As much as it was the case with CISPA (which failed to pass through the Senate due to privacy concerns), CISA would not just be invasive but ineffective at preventing the kinds of threats its proponents suggest. The Computer & Communications Industry Association—which represents tech giants like Google, Facebook, eBay, Sprint, and Yelp—released a statement saying CISA “does not sufficiently protect users’ privacy or appropriately limit the permissible uses of information shared with the government.” The group particularly called out CISA’s doctrine of “hack-backs.” Termed “digital revenge” by PCWorld’s Melissa Riofrio, these would enable companies to respond to hackers, even state-sponsored ones, with little oversight.

What we truly have to fear are faulty, invasive solutions promising to prevent events they can’t all in the name of fear itself.

This is very reminiscent of the federal response to the threat of terrorism—which resulted in bills, laws, and programs that failed at their mission to keep interests of the U.S. safe, and only succeeded at violating our basic rights. Much like CISA, leaders describe the NSA’s mass surveillance program— revealed by former contractor Edward Snowden in 2013—as a necessity to fight a strange and enigmatic evil. Obama and former Vice President Dick Cheney find themselves on rare common ground here—the former claims the NSA’s spying program stopped 50 distinct terrorist attacks (a claim since thoroughly debunked) and the latter claims that NSA spying could have prevented 9/11.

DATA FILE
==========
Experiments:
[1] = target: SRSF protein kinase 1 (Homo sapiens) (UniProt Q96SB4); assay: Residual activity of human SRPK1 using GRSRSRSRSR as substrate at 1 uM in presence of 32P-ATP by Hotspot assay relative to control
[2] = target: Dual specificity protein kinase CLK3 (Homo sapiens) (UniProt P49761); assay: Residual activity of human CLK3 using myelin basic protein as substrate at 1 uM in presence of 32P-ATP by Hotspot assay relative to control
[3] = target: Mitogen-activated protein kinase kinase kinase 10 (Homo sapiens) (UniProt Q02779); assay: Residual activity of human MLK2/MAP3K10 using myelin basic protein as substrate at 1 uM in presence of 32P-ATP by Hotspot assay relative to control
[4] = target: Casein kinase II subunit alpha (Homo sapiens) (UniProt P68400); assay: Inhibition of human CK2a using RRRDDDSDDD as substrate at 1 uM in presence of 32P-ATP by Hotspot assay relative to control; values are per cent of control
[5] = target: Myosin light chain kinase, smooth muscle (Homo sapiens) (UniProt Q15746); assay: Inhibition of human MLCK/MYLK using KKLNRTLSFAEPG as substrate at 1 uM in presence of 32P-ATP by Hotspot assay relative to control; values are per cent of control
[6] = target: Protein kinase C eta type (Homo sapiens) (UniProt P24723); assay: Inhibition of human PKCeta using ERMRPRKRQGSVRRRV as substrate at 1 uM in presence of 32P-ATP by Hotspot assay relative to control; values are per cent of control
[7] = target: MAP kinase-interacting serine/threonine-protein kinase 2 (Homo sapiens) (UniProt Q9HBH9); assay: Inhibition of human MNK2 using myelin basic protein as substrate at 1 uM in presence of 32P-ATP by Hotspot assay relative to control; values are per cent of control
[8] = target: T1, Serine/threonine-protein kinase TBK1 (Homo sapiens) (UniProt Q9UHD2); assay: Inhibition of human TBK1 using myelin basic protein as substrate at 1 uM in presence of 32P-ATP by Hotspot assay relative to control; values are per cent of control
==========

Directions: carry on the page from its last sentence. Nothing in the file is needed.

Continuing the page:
But much like CISA, the surveillance conducted in the name of fighting terrorism has made us less safe. In a massive report published shortly after the Snowden leaks, the New York Times disclosed that the NSA’s lengthy campaign against encryption in commercial electronic devices has likely left millions of Americans vulnerable. “They’re not just spying on the bad guys,” security expert Bruce Schneier told the MIT Technology Review, “they’re deliberately weakening Internet security for everyone. … It’s sheer folly to believe that only the NSA can exploit the vulnerabilities they create.”

The road to such invasive and dangerous threats to our privacy is paved with good intentions. The NSA likely genuinely believes they are protecting Americans and fighting terrorists, while CISA is an honest attempt by the Obama administration and members of Congress to build a coalition of private and public actors to prevent devastating data breaches. Hackers are an actual threat to average Americans, and cyberwarfare stands to replace traditional battle and espionage as the foremost theater of international conflict.

But the real threat is not nefarious foreign hackers or terrorists. What we truly have to fear are faulty, invasive solutions promising to prevent events they can’t all in the name of fear itself.

Gillian Branstetter is a social commentator with a focus on the intersection of technology, security, and politics. Her work has appeared in the Washington Post, Business Insider, Salon, the Week, and xoJane. She attended Pennsylvania State University. Follow her on Twitter @GillBranstetter

Illustration by Tiffany Pai

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*First Published: Oct 21, 2015, 6:57 pm CDT